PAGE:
The nation hits it debt limit today of about $14 trillion bringing into sharp focus the battle ranging over the demands by the tea party movement to cut government spending. By moving money around, Treasure Secretary Geithner can keep paying the nations bill up until Aug. 2, ABC News reported Monday.
While the markets are taking a wait-and-see approach, U.S. House members swept into office in the 2010 midterm elections with tea party backing face pressure not to raise the debt ceiling.
"By raising it, it gives these guys cover to not make the tough decisions that need to be made," said Amy Kremer
, chairwoman of the Tea Party Express. "What's coming out of the White House is a bunch of fear tactics that we're going to default on our debt and all this other stuff and it’s completely not true. There's enough revenue coming in from tax payments to pay our debt, pay Medicaid, pay Social Security, pay Medicare and still have money left over."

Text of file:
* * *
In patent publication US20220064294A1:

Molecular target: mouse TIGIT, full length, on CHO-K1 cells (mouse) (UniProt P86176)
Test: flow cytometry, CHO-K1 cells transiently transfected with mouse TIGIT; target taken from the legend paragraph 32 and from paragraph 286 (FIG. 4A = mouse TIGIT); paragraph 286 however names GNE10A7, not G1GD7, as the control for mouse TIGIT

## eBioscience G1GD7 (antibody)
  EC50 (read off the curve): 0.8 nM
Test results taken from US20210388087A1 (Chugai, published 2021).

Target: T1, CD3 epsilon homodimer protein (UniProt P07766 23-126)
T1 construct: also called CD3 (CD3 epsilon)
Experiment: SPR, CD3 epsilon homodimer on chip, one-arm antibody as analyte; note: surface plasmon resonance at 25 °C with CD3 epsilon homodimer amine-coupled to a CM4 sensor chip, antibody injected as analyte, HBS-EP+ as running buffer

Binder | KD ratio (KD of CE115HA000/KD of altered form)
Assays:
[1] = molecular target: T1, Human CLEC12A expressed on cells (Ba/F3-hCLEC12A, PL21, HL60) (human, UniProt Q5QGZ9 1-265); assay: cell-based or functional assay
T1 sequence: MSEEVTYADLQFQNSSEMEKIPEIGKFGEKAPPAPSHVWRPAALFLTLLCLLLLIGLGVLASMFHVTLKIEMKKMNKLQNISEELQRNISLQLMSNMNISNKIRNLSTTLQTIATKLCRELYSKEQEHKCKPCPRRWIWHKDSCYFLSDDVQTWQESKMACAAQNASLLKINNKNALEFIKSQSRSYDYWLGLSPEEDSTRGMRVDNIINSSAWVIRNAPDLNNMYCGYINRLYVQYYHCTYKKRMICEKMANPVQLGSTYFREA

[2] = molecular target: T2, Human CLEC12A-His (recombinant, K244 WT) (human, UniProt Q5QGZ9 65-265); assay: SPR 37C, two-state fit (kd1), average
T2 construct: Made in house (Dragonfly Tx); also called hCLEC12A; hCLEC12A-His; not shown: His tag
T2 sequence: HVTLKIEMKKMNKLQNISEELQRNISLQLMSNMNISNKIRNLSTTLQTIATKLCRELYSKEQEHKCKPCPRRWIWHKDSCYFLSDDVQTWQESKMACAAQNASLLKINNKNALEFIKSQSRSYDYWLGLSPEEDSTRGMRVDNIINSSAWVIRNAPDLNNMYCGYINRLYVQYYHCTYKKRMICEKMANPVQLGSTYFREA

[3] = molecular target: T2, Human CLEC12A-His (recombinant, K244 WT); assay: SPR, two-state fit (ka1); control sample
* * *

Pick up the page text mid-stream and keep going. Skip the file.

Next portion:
"Our message has not only been no, but hell no" to raising the debt limit, Kremer told ABC News.
Even those who say they realize the negative consequences of not raising the debt ceiling are hesitant about voting to do so without significant spending cuts.
"America's caught between two unsatisfactory outcomes and we're wrestling to find a third," said Rep. Mo Brooks, R-Ala., a freshman congressman. "The two that we are caught in between are unsustainable deficits ... [and] the debt ceiling issue, [which] if not properly addressed, will have definite and immediate adverse economic consequences.
“What I believe we have to do is address the debt ceiling in a way that satisfactorily addresses the unsustainable deficits."
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